How much does a new tee box cost to construct on average?

  • BNGLBNGL Members Posts: 1,737 ✭✭✭✭✭✭

    Saw something on Live From coverage this morning of guys mowing that I thought worth mentioning. Obviously the guys is mowing but the second guy circled is moving something called a turning board, he’ll go back and forth moving these pieces of plastic to prevent wear from the mower turning on the turf.

  • augustgolfaugustgolf Golf with dignity Coastal NCMembers Posts: 3,926 ✭✭✭✭✭✭✭

    Great catch! The course I'm trying to revive uses triplex mowers on the greens. They could not figure out why there was a circle of thin grass/dirt surrounding each green. Told them to move their turns out about 5-10' & fertilize the surrounds out to about 25' - and now we have immaculate areas around each green.

    It's the little things that make a big difference.

    I saw that as well & didn't think to comment, only admire!

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  • BNGLBNGL Members Posts: 1,737 ✭✭✭✭✭✭

    @augustgolf said:
    Great catch! The course I'm trying to revive uses triplex mowers on the greens. They could not figure out why there was a circle of thin grass/dirt surrounding each green. Told them to move their turns out about 5-10' & fertilize the surrounds out to about 25' - and now we have immaculate areas around each green.

    It's the little things that make a big difference.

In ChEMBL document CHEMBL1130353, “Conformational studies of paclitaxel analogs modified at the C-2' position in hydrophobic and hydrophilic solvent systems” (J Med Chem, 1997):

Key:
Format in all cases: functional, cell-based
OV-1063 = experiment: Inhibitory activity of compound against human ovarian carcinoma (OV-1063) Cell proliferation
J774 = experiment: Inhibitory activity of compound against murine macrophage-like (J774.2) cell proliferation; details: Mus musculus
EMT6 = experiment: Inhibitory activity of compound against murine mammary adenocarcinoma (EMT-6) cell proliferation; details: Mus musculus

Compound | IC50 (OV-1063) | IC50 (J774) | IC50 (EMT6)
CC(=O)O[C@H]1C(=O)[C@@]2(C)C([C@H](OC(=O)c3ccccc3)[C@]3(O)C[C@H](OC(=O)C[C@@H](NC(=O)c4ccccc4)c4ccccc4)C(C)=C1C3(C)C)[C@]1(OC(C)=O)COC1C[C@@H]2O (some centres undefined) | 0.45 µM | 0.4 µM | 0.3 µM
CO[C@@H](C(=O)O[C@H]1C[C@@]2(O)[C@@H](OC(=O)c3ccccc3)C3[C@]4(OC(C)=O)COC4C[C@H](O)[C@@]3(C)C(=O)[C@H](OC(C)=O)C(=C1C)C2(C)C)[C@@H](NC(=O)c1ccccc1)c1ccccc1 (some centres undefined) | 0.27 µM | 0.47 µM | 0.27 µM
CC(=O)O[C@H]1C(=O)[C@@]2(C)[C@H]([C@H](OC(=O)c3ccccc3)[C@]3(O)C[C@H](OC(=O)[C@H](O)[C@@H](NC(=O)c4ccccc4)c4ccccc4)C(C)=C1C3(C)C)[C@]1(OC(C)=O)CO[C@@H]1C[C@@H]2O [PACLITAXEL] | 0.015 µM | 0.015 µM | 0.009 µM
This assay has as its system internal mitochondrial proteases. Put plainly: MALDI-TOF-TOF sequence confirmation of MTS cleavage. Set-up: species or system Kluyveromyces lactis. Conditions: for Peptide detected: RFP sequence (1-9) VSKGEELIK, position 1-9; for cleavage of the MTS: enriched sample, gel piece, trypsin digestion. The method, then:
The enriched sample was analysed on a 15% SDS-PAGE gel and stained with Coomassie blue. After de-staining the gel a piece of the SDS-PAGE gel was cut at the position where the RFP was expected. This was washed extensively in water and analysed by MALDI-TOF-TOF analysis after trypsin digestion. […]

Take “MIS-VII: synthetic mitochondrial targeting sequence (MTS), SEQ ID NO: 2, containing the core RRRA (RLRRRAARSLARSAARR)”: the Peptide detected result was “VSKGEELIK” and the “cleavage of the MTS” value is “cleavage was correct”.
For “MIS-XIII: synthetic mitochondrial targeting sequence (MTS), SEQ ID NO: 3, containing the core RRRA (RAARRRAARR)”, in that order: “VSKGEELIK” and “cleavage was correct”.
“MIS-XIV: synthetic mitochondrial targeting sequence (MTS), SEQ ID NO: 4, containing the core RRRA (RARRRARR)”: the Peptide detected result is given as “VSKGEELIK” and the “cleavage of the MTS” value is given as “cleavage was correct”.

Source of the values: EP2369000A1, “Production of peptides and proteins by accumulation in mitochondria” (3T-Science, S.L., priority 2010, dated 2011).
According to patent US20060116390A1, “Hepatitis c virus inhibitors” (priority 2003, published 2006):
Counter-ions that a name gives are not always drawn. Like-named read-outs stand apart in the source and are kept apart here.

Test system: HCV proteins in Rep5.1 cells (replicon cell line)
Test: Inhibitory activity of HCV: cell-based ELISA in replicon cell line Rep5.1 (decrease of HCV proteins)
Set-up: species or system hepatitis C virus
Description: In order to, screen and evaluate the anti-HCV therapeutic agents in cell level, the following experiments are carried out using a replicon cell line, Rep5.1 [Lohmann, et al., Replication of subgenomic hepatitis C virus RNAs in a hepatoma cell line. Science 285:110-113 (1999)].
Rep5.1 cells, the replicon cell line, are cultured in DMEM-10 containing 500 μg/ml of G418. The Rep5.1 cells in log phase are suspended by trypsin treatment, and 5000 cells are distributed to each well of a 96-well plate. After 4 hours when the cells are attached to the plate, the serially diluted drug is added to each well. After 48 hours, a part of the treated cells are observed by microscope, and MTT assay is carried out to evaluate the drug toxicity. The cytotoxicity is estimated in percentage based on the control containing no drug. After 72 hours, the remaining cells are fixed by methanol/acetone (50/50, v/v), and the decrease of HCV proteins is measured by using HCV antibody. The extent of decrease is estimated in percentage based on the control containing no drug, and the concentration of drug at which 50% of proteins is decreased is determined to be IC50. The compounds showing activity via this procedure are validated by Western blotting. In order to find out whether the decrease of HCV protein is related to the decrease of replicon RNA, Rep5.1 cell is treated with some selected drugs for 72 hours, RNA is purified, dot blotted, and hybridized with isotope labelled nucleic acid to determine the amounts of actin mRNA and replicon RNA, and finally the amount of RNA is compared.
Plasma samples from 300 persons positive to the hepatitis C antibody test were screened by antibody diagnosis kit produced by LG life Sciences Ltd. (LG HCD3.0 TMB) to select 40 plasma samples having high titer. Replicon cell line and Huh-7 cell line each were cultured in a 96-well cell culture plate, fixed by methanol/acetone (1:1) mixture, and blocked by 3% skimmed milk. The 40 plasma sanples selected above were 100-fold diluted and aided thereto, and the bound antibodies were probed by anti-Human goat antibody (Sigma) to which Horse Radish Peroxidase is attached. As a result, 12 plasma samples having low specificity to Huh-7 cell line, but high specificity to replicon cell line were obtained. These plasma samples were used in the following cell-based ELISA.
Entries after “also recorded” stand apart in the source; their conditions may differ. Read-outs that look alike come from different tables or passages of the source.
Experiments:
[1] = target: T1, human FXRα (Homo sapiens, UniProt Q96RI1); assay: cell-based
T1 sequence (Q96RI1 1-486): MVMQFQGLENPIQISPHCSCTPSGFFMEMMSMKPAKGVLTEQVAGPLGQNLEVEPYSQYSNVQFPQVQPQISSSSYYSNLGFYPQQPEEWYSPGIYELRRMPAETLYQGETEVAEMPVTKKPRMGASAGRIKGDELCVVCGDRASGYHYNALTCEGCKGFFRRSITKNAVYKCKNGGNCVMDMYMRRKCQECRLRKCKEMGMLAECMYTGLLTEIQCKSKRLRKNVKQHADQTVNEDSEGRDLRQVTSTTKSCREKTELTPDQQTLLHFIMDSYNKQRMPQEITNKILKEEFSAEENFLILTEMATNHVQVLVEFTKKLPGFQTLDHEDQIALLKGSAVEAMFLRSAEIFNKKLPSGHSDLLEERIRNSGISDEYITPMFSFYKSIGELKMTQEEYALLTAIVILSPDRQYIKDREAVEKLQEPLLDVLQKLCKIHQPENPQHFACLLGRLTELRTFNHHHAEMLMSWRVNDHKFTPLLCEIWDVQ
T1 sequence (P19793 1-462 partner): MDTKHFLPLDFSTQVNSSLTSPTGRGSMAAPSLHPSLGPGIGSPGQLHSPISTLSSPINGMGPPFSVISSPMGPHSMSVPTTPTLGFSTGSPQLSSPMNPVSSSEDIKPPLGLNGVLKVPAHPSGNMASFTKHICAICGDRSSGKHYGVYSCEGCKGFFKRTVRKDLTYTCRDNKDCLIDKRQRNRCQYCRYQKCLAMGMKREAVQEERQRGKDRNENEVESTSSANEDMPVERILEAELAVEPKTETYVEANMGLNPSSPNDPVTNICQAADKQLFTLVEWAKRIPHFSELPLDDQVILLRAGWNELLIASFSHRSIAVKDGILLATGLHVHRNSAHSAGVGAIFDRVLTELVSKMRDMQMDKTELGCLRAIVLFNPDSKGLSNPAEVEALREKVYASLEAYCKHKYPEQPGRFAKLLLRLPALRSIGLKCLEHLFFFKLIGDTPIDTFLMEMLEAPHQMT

I saw that as well & didn't think to comment, only admire!

    Three point turns! Yeah I used to have “buttholes” on the collars and did it myself when I was green lol.

  • BNGLBNGL Members Posts: 1,737 ✭✭✭✭✭✭

    https://www.gcmonline.com/course/profiles/news/pebble-beach-gallery

    Posted this in the US Open thread but thought I’d put it here so it’s easier to find. Some excellent behind the scenes looks at Chris and his staff prepping for the US Open.

  • mallratmallrat Members Posts: 3,019 ✭✭✭✭✭✭✭

    @BNGL said:

    @augustgolf said:
    Great catch! The course I'm trying to revive uses triplex mowers on the greens. They could not figure out why there was a circle of thin grass/dirt surrounding each green. Told them to move their turns out about 5-10' & fertilize the surrounds out to about 25' - and now we have immaculate areas around each green.

    It's the little things that make a big difference.

    I saw that as well & didn't think to comment, only admire!

    Three point turns! Yeah I used to have “buttholes” on the collars and did it myself when I was green lol.

    I actually had a “talk” with 2 of our guys about this on Thursday. Those “buttholes” and hearing the screech of tires turning is a BIG pet peeve of mine. I had to get on the mower and show them how to do bigger turns and 3 point turns when heading into a tight area.

  • caniac6caniac6 Members Posts: 2,897 ✭✭✭✭✭✭✭

    Our Bentgrass greens have done pretty well in central NC this summer. Our super did a solid tyne aerification this week, with no top dressing, and plans to pull plugs in about three weeks. What is the thinking of doing these so close together?

  • augustgolfaugustgolf Golf with dignity Coastal NCMembers Posts: 3,926 ✭✭✭✭✭✭✭

    @caniac6 said:
    Our Bentgrass greens have done pretty well in central NC this summer. Our super did a solid tyne aerification this week, with no top dressing, and plans to pull plugs in about three weeks. What is the thinking of doing these so close together?

    If he (or she) got the greens through the early, oppressive heat/drought, I wouldn't try to 2nd guess techniques.

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  • caniac6caniac6 Members Posts: 2,897 ✭✭✭✭✭✭✭